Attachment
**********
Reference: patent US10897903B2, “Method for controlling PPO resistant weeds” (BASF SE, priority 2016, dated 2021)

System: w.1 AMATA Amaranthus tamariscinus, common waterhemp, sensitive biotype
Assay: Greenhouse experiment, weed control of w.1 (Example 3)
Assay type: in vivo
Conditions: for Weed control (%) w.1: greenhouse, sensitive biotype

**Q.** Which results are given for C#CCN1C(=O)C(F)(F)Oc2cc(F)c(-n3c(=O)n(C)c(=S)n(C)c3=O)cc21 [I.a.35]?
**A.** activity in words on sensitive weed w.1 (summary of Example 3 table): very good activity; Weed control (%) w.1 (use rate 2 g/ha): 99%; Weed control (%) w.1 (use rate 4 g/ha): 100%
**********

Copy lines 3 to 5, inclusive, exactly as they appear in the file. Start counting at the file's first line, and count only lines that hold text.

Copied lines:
Assay: Greenhouse experiment, weed control of w.1 (Example 3)
Assay type: in vivo
Conditions: for Weed control (%) w.1: greenhouse, sensitive biotype